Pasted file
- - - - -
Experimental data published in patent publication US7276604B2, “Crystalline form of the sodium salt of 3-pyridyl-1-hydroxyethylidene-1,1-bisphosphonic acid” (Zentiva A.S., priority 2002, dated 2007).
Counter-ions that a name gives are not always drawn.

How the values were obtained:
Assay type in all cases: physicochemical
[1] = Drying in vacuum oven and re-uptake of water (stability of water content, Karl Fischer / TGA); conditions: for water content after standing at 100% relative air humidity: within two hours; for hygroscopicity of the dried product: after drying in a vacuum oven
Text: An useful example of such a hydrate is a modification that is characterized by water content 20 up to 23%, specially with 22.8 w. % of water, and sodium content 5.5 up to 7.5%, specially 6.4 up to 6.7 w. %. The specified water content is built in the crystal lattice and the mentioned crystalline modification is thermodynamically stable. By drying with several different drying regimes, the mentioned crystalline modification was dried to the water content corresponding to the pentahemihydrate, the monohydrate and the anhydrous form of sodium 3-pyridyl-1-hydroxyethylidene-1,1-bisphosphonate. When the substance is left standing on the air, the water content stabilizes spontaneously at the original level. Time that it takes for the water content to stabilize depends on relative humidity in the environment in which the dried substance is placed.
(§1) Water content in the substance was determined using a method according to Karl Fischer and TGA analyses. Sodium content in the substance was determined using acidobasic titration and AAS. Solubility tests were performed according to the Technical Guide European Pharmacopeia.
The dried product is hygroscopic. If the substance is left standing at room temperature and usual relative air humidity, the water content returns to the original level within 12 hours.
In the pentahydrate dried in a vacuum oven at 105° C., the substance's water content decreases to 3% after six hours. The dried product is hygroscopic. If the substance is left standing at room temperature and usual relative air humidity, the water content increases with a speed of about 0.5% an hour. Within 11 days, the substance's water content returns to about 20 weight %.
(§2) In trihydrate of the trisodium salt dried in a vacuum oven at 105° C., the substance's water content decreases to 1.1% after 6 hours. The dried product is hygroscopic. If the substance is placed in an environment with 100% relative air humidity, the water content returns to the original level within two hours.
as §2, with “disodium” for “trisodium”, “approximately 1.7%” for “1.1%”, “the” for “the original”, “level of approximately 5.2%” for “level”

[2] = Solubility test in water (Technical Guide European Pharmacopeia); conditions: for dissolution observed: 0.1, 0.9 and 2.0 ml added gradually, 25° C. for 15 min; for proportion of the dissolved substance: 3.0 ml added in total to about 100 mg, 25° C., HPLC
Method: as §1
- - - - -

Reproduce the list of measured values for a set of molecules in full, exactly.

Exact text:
Experimental data published in patent publication US7276604B2, “Crystalline form of the sodium salt of 3-pyridyl-1-hydroxyethylidene-1,1-bisphosphonic acid” (Zentiva A.S., priority 2002, dated 2007).
Counter-ions that a name gives are not always drawn.

How the values were obtained:
Assay type in all cases: physicochemical
[1] = Drying in vacuum oven and re-uptake of water (stability of water content, Karl Fischer / TGA); conditions: for water content after standing at 100% relative air humidity: within two hours; for hygroscopicity of the dried product: after drying in a vacuum oven
Text: An useful example of such a hydrate is a modification that is characterized by water content 20 up to 23%, specially with 22.8 w. % of water, and sodium content 5.5 up to 7.5%, specially 6.4 up to 6.7 w. %. The specified water content is built in the crystal lattice and the mentioned crystalline modification is thermodynamically stable. By drying with several different drying regimes, the mentioned crystalline modification was dried to the water content corresponding to the pentahemihydrate, the monohydrate and the anhydrous form of sodium 3-pyridyl-1-hydroxyethylidene-1,1-bisphosphonate. When the substance is left standing on the air, the water content stabilizes spontaneously at the original level. Time that it takes for the water content to stabilize depends on relative humidity in the environment in which the dried substance is placed.
(§1) Water content in the substance was determined using a method according to Karl Fischer and TGA analyses. Sodium content in the substance was determined using acidobasic titration and AAS. Solubility tests were performed according to the Technical Guide European Pharmacopeia.
The dried product is hygroscopic. If the substance is left standing at room temperature and usual relative air humidity, the water content returns to the original level within 12 hours.
In the pentahydrate dried in a vacuum oven at 105° C., the substance's water content decreases to 3% after six hours. The dried product is hygroscopic. If the substance is left standing at room temperature and usual relative air humidity, the water content increases with a speed of about 0.5% an hour. Within 11 days, the substance's water content returns to about 20 weight %.
(§2) In trihydrate of the trisodium salt dried in a vacuum oven at 105° C., the substance's water content decreases to 1.1% after 6 hours. The dried product is hygroscopic. If the substance is placed in an environment with 100% relative air humidity, the water content returns to the original level within two hours.
as §2, with “disodium” for “trisodium”, “approximately 1.7%” for “1.1%”, “the” for “the original”, “level of approximately 5.2%” for “level”

[2] = Solubility test in water (Technical Guide European Pharmacopeia); conditions: for dissolution observed: 0.1, 0.9 and 2.0 ml added gradually, 25° C. for 15 min; for proportion of the dissolved substance: 3.0 ml added in total to about 100 mg, 25° C., HPLC
Method: as §1